Saturn has a surprisingly large—and sloshy—core | Science

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NASA/JPL/Space Science Institute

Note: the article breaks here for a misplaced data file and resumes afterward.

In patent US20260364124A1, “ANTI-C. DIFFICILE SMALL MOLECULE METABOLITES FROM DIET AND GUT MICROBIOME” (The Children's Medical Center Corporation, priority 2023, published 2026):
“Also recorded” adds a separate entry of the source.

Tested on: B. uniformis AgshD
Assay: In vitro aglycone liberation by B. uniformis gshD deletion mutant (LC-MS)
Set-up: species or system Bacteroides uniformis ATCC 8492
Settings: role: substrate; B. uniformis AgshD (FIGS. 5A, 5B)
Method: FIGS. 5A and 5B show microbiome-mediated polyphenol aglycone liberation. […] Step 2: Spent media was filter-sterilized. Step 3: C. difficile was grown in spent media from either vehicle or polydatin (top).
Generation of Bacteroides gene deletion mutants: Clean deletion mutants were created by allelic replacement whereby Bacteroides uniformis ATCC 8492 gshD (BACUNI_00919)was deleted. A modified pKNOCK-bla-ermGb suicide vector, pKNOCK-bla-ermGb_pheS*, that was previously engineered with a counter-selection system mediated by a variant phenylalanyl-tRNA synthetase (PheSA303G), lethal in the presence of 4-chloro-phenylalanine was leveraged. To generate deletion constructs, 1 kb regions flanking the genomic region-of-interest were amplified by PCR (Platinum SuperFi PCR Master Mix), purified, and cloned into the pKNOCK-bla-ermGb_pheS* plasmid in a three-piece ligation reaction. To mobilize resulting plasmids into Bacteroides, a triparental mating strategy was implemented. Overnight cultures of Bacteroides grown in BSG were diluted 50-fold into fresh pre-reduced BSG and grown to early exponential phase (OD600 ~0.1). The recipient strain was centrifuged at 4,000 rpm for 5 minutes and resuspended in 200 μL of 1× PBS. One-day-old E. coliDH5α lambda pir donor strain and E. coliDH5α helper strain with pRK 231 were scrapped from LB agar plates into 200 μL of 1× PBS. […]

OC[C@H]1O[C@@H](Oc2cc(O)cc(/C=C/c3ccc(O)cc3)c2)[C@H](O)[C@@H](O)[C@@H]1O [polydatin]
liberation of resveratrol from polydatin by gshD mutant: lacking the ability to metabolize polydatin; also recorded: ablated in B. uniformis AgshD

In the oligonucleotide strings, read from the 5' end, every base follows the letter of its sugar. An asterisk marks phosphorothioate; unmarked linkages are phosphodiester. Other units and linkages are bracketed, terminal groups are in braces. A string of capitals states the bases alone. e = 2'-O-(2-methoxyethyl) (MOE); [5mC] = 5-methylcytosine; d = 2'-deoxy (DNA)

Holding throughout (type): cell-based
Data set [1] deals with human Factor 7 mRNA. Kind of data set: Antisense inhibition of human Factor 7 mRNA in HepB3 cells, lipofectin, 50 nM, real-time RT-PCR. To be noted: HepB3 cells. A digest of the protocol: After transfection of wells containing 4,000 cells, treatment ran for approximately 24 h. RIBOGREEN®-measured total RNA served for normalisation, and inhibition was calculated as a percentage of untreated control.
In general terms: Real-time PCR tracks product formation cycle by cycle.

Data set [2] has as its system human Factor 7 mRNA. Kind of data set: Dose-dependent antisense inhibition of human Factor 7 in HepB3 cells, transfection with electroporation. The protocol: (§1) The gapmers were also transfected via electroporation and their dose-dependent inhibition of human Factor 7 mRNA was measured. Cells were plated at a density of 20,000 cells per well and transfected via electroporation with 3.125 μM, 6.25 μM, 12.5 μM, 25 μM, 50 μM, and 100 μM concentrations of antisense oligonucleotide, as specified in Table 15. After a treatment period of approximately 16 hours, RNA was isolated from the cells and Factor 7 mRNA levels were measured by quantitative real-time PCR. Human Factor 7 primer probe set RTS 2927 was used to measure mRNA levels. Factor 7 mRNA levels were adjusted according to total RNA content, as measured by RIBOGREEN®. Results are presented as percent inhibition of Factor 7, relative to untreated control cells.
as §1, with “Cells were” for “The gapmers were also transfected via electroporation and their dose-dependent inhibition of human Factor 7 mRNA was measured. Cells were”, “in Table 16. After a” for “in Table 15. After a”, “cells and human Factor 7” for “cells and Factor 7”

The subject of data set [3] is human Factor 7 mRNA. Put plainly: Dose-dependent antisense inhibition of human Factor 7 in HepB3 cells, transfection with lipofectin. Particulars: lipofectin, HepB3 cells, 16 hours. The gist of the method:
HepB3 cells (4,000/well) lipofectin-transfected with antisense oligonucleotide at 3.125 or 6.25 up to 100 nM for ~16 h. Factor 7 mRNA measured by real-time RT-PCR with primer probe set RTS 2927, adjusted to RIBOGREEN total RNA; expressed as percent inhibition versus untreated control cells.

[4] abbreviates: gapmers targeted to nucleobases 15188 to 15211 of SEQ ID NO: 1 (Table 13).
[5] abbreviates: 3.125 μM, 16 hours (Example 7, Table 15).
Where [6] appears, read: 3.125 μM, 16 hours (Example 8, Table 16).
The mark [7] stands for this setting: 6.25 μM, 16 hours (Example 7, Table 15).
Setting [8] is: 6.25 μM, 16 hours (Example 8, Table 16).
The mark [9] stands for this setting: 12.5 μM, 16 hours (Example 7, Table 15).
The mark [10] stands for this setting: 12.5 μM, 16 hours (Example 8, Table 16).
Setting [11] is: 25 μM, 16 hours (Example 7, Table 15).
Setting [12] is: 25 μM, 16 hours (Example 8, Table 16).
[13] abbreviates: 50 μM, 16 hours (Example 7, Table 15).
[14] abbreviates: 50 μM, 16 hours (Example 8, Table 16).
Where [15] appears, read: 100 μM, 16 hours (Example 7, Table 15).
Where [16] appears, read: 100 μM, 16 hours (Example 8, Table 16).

Ripples in Saturn’s rings have revealed that—far from having the stony heart most scientists expected—the planet’s innards are more like a slushie, National Geographic reports. The composition of Saturn’s core has long been a mystery. But planetary scientists recently realized that its rings—icy chunks that are pushed and pulled by the planet’s forces—can work like a seismograph, capturing the planet’s natural vibrations with visible ripples. Now scientists have figured out that one wave pattern in particular, on the “C ring,” records oscillations coming from deep in the heart of the planet. When scientists analyzed this wave, they found that Saturn’s innermost layer is likely a slushball of ice, rock, and gas, making up a whopping 60% of its radius, they report this week in Nature Astronomy. The core is so big that the remaining solid material equals the mass of 17 Earths.

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